The Examiner also found that “President Bill Clinton issued six immigrant bans; George W. Bush six immigrant bans; and former President Ronald Reagan four. And in 1980, former President Jimmy Carter banned Iranians after Tehran seized the U.S. embassy.” …

This has, unfortunately, been the pattern since Trump took the oath of office. All the actions Trump has taken so far are ones he promised months ago to tackle immediately, yet they are all treated as shocking developments.

It is hard to see how Trump’s critics are helping their cause when they react to everything Trump does as if it were a world-ending catastrophe.

For the time being, it seems the stock answer to questions about what Trump is doing may well be: He’s doing what his voters want him to do.

Speaking of Trump’s critics, “Dilbert” creator Scott Adams has an interesting observation:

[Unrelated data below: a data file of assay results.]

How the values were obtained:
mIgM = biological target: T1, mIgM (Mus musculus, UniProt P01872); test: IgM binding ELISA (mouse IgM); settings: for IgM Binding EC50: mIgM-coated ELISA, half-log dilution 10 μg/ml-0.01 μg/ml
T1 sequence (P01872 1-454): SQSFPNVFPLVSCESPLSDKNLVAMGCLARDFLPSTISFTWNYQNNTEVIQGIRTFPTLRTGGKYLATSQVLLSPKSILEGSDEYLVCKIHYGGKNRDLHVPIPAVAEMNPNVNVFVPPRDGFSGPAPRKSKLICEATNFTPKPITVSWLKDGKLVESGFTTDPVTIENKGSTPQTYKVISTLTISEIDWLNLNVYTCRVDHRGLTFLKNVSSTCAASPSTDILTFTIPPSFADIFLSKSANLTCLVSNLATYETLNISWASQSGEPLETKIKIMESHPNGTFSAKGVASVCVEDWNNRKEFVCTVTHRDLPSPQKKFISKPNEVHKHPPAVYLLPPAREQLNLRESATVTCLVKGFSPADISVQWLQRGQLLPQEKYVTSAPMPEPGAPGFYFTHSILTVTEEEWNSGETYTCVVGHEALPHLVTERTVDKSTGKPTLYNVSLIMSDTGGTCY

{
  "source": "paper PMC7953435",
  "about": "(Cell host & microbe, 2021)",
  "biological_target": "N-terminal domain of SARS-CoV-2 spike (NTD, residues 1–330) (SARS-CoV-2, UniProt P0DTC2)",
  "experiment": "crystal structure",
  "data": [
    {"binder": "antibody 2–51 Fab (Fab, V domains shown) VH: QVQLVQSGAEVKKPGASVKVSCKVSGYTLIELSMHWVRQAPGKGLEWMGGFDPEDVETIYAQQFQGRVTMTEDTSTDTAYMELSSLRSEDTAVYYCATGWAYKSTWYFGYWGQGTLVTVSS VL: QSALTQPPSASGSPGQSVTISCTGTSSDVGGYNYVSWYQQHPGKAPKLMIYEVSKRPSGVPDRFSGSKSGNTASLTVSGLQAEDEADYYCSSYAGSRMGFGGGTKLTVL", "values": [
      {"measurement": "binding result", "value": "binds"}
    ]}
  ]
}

As a trained persuader, I’m seeing a dangerous situation forming that I assume is invisible to most of you. The setup is that during the presidential campaign Trump’s critics accused him of being Hitler(ish) and they were sure other citizens would see it too, thus preventing this alleged monster from taking office.

They were wrong. The alleged monster took office.

Now you have literally millions of citizens in the United States who were either right about Trump being the next Hitler, and we will see that behavior emerge from him soon, or they are complete morons. That’s a trigger for cognitive dissonance. The science says these frightened folks will start interpreting all they see as Hitler behavior no matter how ridiculous it might seem to the objective observer. And sure enough, we are seeing that.

To be fair, Trump made it easy this week with his temporary immigration ban. If you assume Trump is Hitler, that fits with your hypothesis. But of course it also fits the hypothesis that he’s just doing his job. We’re all seeing what we expect to see.